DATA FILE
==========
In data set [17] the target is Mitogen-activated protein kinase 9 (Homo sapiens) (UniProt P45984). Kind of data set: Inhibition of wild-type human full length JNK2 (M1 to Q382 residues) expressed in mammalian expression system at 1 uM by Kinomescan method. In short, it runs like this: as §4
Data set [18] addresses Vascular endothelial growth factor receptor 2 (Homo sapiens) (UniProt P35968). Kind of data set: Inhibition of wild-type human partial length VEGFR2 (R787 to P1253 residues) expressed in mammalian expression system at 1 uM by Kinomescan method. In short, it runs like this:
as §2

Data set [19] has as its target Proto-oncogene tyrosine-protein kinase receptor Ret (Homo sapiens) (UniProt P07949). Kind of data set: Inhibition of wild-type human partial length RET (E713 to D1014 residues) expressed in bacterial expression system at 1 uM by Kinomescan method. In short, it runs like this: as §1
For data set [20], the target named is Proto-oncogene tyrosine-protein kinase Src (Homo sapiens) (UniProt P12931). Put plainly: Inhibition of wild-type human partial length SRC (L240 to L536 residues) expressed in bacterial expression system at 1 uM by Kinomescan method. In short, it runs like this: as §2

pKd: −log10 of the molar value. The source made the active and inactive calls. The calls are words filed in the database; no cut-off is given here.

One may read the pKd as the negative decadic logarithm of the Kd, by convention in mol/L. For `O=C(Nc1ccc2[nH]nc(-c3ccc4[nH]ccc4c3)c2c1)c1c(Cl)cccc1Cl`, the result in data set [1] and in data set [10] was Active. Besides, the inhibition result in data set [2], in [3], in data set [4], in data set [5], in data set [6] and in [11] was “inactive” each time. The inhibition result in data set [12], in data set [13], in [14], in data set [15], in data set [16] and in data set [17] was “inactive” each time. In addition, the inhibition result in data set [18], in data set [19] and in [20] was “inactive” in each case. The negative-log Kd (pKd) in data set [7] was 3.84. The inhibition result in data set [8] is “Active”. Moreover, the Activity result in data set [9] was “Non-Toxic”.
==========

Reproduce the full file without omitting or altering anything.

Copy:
In data set [17] the target is Mitogen-activated protein kinase 9 (Homo sapiens) (UniProt P45984). Kind of data set: Inhibition of wild-type human full length JNK2 (M1 to Q382 residues) expressed in mammalian expression system at 1 uM by Kinomescan method. In short, it runs like this: as §4
Data set [18] addresses Vascular endothelial growth factor receptor 2 (Homo sapiens) (UniProt P35968). Kind of data set: Inhibition of wild-type human partial length VEGFR2 (R787 to P1253 residues) expressed in mammalian expression system at 1 uM by Kinomescan method. In short, it runs like this:
as §2

Data set [19] has as its target Proto-oncogene tyrosine-protein kinase receptor Ret (Homo sapiens) (UniProt P07949). Kind of data set: Inhibition of wild-type human partial length RET (E713 to D1014 residues) expressed in bacterial expression system at 1 uM by Kinomescan method. In short, it runs like this: as §1
For data set [20], the target named is Proto-oncogene tyrosine-protein kinase Src (Homo sapiens) (UniProt P12931). Put plainly: Inhibition of wild-type human partial length SRC (L240 to L536 residues) expressed in bacterial expression system at 1 uM by Kinomescan method. In short, it runs like this: as §2

pKd: −log10 of the molar value. The source made the active and inactive calls. The calls are words filed in the database; no cut-off is given here.

One may read the pKd as the negative decadic logarithm of the Kd, by convention in mol/L. For `O=C(Nc1ccc2[nH]nc(-c3ccc4[nH]ccc4c3)c2c1)c1c(Cl)cccc1Cl`, the result in data set [1] and in data set [10] was Active. Besides, the inhibition result in data set [2], in [3], in data set [4], in data set [5], in data set [6] and in [11] was “inactive” each time. The inhibition result in data set [12], in data set [13], in [14], in data set [15], in data set [16] and in data set [17] was “inactive” each time. In addition, the inhibition result in data set [18], in data set [19] and in [20] was “inactive” in each case. The negative-log Kd (pKd) in data set [7] was 3.84. The inhibition result in data set [8] is “Active”. Moreover, the Activity result in data set [9] was “Non-Toxic”.